Effects of big forest fires on landscape fragmentation: the case of Peloponnesus, Greece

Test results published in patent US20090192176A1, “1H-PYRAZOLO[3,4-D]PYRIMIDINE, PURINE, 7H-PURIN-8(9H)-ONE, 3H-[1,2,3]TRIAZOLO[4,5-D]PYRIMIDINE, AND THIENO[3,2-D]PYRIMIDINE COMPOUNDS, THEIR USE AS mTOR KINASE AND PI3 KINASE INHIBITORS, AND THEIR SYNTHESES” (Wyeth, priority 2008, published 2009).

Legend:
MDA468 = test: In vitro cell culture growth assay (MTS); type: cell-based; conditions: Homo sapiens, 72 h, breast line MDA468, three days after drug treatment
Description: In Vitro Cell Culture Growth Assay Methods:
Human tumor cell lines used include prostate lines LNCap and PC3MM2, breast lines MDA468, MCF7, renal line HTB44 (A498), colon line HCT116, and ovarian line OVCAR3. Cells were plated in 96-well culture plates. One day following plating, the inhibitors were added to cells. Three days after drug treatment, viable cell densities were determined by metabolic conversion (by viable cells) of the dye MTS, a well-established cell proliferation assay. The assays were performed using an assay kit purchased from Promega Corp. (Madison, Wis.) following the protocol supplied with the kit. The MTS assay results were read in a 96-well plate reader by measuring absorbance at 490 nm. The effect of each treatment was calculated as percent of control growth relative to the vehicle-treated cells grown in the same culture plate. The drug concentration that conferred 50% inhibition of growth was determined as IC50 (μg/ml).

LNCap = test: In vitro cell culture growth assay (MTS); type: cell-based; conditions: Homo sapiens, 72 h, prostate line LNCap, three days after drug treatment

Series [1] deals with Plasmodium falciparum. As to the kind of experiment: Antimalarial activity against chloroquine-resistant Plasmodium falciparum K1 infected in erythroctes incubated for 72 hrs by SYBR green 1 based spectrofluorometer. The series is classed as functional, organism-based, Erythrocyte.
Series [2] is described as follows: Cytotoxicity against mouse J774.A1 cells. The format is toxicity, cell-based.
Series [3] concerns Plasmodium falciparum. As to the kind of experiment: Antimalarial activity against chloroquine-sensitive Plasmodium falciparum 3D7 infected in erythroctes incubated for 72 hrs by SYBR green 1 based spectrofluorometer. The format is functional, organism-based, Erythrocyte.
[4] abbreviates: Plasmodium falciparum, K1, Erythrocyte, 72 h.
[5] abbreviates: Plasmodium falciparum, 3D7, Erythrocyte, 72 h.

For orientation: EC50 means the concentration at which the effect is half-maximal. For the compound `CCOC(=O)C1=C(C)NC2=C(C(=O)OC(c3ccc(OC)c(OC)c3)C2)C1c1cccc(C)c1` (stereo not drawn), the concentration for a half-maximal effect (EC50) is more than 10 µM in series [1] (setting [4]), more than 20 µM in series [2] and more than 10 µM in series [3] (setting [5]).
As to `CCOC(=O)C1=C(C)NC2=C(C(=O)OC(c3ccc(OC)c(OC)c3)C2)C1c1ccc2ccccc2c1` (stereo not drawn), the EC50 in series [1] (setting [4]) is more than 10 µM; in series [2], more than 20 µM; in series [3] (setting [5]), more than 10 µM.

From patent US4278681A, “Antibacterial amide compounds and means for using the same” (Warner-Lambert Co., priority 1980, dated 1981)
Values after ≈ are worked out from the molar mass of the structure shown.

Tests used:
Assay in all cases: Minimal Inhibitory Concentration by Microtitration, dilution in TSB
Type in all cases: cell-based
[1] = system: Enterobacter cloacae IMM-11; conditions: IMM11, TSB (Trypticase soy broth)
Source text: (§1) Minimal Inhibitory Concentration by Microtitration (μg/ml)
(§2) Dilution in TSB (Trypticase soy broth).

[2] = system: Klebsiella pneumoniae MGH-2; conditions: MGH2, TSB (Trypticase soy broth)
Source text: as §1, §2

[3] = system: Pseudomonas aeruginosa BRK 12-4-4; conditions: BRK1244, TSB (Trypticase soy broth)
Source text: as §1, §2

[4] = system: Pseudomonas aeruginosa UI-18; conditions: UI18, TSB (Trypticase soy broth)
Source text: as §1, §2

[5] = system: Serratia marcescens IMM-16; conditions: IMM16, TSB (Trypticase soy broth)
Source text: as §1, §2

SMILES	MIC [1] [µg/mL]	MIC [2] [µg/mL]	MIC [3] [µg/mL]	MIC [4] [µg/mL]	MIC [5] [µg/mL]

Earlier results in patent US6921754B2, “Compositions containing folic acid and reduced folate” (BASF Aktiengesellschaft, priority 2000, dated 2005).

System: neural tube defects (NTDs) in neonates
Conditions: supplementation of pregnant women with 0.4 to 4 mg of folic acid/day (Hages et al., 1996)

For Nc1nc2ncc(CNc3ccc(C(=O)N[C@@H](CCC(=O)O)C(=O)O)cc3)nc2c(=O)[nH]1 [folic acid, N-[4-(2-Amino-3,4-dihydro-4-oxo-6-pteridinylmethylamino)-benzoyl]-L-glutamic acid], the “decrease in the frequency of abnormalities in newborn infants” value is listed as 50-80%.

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Environmental heterogeneity, particularly in the Mediterranean region, is widely recognized as one of the main drivers of biodiversity. In the Mediterranean forest landscapes, human disturbance regimes and relative low fire intensities have created a spatial mosaic of land cover, which has a high capacity of harbouring many organisms. Fuel accumulation due to abandonment of traditional land use in conjunction with drier and warmer climatic conditions, have led to an increase in the severity of wildfire hazards and, therefore, to a decrease in biological diversity. In this study, we analyzed the effect of mega‐fires on the landscape pattern of ecosystems in Peloponnesus, southern Greece, an area heavily impacted on August 2007 by a ten‐day fire, responsible for the loss of 46 individuals. This fire affected the heterogeneity of ecosystems, reshaping the complexity of their landscape structure and disrupting their functionality. Forest patch size and the connectivity between remnant mature forest patches were decreased strongly, leading to increased fragmentation of these important landscapes. A notable difference was observed between areas of natural character and mosaics of pine forest with olive‐trees plantations where the latter suffered fewer changes and reduced the severity of the damage on the natural vegetation.